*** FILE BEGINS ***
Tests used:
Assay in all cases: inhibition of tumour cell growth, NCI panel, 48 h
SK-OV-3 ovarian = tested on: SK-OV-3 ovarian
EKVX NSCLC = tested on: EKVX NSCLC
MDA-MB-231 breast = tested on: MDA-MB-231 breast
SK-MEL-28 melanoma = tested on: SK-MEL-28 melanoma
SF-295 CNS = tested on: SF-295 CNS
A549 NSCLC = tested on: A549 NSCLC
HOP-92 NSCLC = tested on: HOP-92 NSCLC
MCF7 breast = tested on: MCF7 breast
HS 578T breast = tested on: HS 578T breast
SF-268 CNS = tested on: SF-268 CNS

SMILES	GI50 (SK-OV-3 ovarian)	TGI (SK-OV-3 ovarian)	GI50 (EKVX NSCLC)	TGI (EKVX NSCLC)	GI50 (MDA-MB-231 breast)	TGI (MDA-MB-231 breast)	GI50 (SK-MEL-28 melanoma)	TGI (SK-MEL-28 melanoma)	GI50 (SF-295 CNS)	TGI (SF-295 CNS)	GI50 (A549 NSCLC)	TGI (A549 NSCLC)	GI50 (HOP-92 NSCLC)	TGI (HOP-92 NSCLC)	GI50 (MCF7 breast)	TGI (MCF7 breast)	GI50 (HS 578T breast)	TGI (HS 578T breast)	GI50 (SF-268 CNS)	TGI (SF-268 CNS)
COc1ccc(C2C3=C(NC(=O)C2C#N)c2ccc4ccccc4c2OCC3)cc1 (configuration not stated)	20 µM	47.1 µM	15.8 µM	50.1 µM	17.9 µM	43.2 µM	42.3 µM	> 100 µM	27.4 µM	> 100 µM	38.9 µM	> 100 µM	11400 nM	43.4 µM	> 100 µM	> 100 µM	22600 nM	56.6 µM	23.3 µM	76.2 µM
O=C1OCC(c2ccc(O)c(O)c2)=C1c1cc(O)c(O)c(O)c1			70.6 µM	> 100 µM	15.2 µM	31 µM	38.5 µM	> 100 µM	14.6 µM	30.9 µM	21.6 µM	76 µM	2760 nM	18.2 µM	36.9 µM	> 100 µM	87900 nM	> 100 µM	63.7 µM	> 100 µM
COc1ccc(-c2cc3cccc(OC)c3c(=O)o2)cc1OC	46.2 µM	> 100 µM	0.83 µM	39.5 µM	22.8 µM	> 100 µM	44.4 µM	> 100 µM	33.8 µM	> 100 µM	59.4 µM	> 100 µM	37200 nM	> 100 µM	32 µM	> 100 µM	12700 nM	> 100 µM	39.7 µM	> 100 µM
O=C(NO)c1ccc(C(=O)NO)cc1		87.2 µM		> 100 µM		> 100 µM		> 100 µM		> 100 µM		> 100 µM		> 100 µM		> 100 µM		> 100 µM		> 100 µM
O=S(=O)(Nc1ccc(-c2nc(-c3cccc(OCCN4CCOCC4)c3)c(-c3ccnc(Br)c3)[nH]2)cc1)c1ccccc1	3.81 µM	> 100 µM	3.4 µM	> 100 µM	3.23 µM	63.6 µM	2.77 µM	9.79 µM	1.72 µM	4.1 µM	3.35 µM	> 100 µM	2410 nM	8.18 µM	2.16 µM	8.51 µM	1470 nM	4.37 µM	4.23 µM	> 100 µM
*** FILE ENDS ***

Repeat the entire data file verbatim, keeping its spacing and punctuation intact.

Tests used:
Assay in all cases: inhibition of tumour cell growth, NCI panel, 48 h
SK-OV-3 ovarian = tested on: SK-OV-3 ovarian
EKVX NSCLC = tested on: EKVX NSCLC
MDA-MB-231 breast = tested on: MDA-MB-231 breast
SK-MEL-28 melanoma = tested on: SK-MEL-28 melanoma
SF-295 CNS = tested on: SF-295 CNS
A549 NSCLC = tested on: A549 NSCLC
HOP-92 NSCLC = tested on: HOP-92 NSCLC
MCF7 breast = tested on: MCF7 breast
HS 578T breast = tested on: HS 578T breast
SF-268 CNS = tested on: SF-268 CNS

SMILES	GI50 (SK-OV-3 ovarian)	TGI (SK-OV-3 ovarian)	GI50 (EKVX NSCLC)	TGI (EKVX NSCLC)	GI50 (MDA-MB-231 breast)	TGI (MDA-MB-231 breast)	GI50 (SK-MEL-28 melanoma)	TGI (SK-MEL-28 melanoma)	GI50 (SF-295 CNS)	TGI (SF-295 CNS)	GI50 (A549 NSCLC)	TGI (A549 NSCLC)	GI50 (HOP-92 NSCLC)	TGI (HOP-92 NSCLC)	GI50 (MCF7 breast)	TGI (MCF7 breast)	GI50 (HS 578T breast)	TGI (HS 578T breast)	GI50 (SF-268 CNS)	TGI (SF-268 CNS)
COc1ccc(C2C3=C(NC(=O)C2C#N)c2ccc4ccccc4c2OCC3)cc1 (configuration not stated)	20 µM	47.1 µM	15.8 µM	50.1 µM	17.9 µM	43.2 µM	42.3 µM	> 100 µM	27.4 µM	> 100 µM	38.9 µM	> 100 µM	11400 nM	43.4 µM	> 100 µM	> 100 µM	22600 nM	56.6 µM	23.3 µM	76.2 µM
O=C1OCC(c2ccc(O)c(O)c2)=C1c1cc(O)c(O)c(O)c1			70.6 µM	> 100 µM	15.2 µM	31 µM	38.5 µM	> 100 µM	14.6 µM	30.9 µM	21.6 µM	76 µM	2760 nM	18.2 µM	36.9 µM	> 100 µM	87900 nM	> 100 µM	63.7 µM	> 100 µM
COc1ccc(-c2cc3cccc(OC)c3c(=O)o2)cc1OC	46.2 µM	> 100 µM	0.83 µM	39.5 µM	22.8 µM	> 100 µM	44.4 µM	> 100 µM	33.8 µM	> 100 µM	59.4 µM	> 100 µM	37200 nM	> 100 µM	32 µM	> 100 µM	12700 nM	> 100 µM	39.7 µM	> 100 µM
O=C(NO)c1ccc(C(=O)NO)cc1		87.2 µM		> 100 µM		> 100 µM		> 100 µM		> 100 µM		> 100 µM		> 100 µM		> 100 µM		> 100 µM		> 100 µM
O=S(=O)(Nc1ccc(-c2nc(-c3cccc(OCCN4CCOCC4)c3)c(-c3ccnc(Br)c3)[nH]2)cc1)c1ccccc1	3.81 µM	> 100 µM	3.4 µM	> 100 µM	3.23 µM	63.6 µM	2.77 µM	9.79 µM	1.72 µM	4.1 µM	3.35 µM	> 100 µM	2410 nM	8.18 µM	2.16 µM	8.51 µM	1470 nM	4.37 µM	4.23 µM	> 100 µM